Amyotrophic lateral sclerosis (ALS) is a neurodegenerative disease that is also known as Lou Gehrig’s Disease. It results in deterioration of motor neurons in charge of sending signals to control voluntary movement. Early symptoms of ALS include muscle cramps, tight muscles, slurred speech, muscle weakness, and difficulty chewing/swallowing. Eventually, patient autonomy declines and affected individuals tend to suffer respiratory failure within 3-5 years of disease onset.
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SOD1-ALS is a specific type of ALS that makes up 3% of the ALS cases, which affects roughly 330 people in the United States. SOD1 is a gene, which in ALS causes patients bodies to produce a toxic form of SOD1 protein that causes motor neuron degeneration, ultimately resulting in weak muscles. It is an extremely painful process as well because people lose the ability to do basic tasks, such as speak, eat, and eventually breathe. This is a highly anticipated rare disease that requires attention for the patients that have it.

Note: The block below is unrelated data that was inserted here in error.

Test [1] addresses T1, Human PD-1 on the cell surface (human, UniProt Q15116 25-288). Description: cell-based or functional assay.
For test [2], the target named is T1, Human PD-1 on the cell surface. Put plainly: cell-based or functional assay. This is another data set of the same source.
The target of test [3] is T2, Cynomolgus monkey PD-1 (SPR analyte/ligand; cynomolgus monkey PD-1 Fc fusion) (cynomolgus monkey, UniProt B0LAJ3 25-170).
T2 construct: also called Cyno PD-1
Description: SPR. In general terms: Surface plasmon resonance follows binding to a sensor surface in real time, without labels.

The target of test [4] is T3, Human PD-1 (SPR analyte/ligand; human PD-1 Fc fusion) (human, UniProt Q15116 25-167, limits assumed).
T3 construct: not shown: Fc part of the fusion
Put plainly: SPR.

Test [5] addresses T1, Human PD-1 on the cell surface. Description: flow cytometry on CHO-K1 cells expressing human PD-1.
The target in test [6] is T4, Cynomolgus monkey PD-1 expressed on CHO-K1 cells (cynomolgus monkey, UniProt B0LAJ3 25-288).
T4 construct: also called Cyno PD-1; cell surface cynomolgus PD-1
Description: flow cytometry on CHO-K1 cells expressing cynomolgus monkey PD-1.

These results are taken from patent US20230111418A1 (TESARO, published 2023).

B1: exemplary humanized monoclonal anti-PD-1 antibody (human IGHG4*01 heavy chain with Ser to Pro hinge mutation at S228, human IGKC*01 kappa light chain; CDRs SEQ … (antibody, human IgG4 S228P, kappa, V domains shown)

Tofersen is Biogen’s solution; it is an antisense oligonucleotide (ASO), and it binds to SOD1 mRNA which results in reduction of SOD1 protein production. This is an ongoing study called ATLAS, which is actually still recruiting. ATLAS has shown promising results in the treatment of tofersen for SOD1-ALS, and many ALS associations are showing their support for the government to give accelerated approval so SOD1-ALS can reach patients as soon as possible. Tofersen has had side effects of neurofilament reductions, which can be a marker for disease progression since it measures axonal injury and neurodegeneration. The FDA voted and concluded this reduction of neurofilament likely shows clinical benefit of tofersen, since it does slow down neurodegeneration. This is a huge step forward, as this opens the door to a probable approval for tofersen to treat SOD1-ALS and provide much needed attention to a rare disease.